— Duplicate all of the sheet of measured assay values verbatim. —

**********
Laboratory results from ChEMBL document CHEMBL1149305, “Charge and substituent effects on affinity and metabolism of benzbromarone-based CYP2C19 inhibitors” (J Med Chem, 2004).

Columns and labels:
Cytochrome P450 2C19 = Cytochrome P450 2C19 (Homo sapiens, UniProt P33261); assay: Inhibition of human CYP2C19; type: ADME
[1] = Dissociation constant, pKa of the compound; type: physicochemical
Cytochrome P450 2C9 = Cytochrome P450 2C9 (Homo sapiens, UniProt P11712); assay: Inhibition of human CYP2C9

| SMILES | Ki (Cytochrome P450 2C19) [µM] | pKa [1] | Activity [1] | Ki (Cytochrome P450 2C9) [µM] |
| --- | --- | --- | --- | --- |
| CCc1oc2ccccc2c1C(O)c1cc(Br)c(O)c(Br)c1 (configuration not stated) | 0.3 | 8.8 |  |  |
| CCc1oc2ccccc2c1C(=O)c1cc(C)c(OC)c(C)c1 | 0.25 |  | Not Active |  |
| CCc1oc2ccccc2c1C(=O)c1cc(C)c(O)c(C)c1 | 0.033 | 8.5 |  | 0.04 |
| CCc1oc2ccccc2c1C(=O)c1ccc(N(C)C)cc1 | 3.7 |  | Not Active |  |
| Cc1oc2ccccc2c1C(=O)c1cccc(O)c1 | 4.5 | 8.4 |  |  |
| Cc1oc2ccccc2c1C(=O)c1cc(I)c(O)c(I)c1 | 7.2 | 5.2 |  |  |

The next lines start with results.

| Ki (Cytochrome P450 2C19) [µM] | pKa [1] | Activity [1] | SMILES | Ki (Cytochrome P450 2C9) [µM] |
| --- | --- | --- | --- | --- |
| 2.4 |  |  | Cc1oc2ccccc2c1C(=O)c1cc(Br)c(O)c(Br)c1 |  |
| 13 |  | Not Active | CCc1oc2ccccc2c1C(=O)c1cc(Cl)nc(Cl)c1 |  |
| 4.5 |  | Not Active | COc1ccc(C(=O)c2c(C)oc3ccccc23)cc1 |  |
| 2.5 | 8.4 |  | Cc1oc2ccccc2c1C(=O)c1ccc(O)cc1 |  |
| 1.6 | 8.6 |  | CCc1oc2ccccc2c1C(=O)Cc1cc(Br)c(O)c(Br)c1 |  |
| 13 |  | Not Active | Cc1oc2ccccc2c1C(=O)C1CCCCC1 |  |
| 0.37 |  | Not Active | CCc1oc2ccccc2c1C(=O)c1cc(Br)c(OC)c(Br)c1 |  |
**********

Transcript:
Laboratory results from ChEMBL document CHEMBL1149305, “Charge and substituent effects on affinity and metabolism of benzbromarone-based CYP2C19 inhibitors” (J Med Chem, 2004).

Columns and labels:
Cytochrome P450 2C19 = Cytochrome P450 2C19 (Homo sapiens, UniProt P33261); assay: Inhibition of human CYP2C19; type: ADME
[1] = Dissociation constant, pKa of the compound; type: physicochemical
Cytochrome P450 2C9 = Cytochrome P450 2C9 (Homo sapiens, UniProt P11712); assay: Inhibition of human CYP2C9

| SMILES | Ki (Cytochrome P450 2C19) [µM] | pKa [1] | Activity [1] | Ki (Cytochrome P450 2C9) [µM] |
| --- | --- | --- | --- | --- |
| CCc1oc2ccccc2c1C(O)c1cc(Br)c(O)c(Br)c1 (configuration not stated) | 0.3 | 8.8 |  |  |
| CCc1oc2ccccc2c1C(=O)c1cc(C)c(OC)c(C)c1 | 0.25 |  | Not Active |  |
| CCc1oc2ccccc2c1C(=O)c1cc(C)c(O)c(C)c1 | 0.033 | 8.5 |  | 0.04 |
| CCc1oc2ccccc2c1C(=O)c1ccc(N(C)C)cc1 | 3.7 |  | Not Active |  |
| Cc1oc2ccccc2c1C(=O)c1cccc(O)c1 | 4.5 | 8.4 |  |  |
| Cc1oc2ccccc2c1C(=O)c1cc(I)c(O)c(I)c1 | 7.2 | 5.2 |  |  |

The next lines start with results.

| Ki (Cytochrome P450 2C19) [µM] | pKa [1] | Activity [1] | SMILES | Ki (Cytochrome P450 2C9) [µM] |
| --- | --- | --- | --- | --- |
| 2.4 |  |  | Cc1oc2ccccc2c1C(=O)c1cc(Br)c(O)c(Br)c1 |  |
| 13 |  | Not Active | CCc1oc2ccccc2c1C(=O)c1cc(Cl)nc(Cl)c1 |  |
| 4.5 |  | Not Active | COc1ccc(C(=O)c2c(C)oc3ccccc23)cc1 |  |
| 2.5 | 8.4 |  | Cc1oc2ccccc2c1C(=O)c1ccc(O)cc1 |  |
| 1.6 | 8.6 |  | CCc1oc2ccccc2c1C(=O)Cc1cc(Br)c(O)c(Br)c1 |  |
| 13 |  | Not Active | Cc1oc2ccccc2c1C(=O)C1CCCCC1 |  |
| 0.37 |  | Not Active | CCc1oc2ccccc2c1C(=O)c1cc(Br)c(OC)c(Br)c1 |  |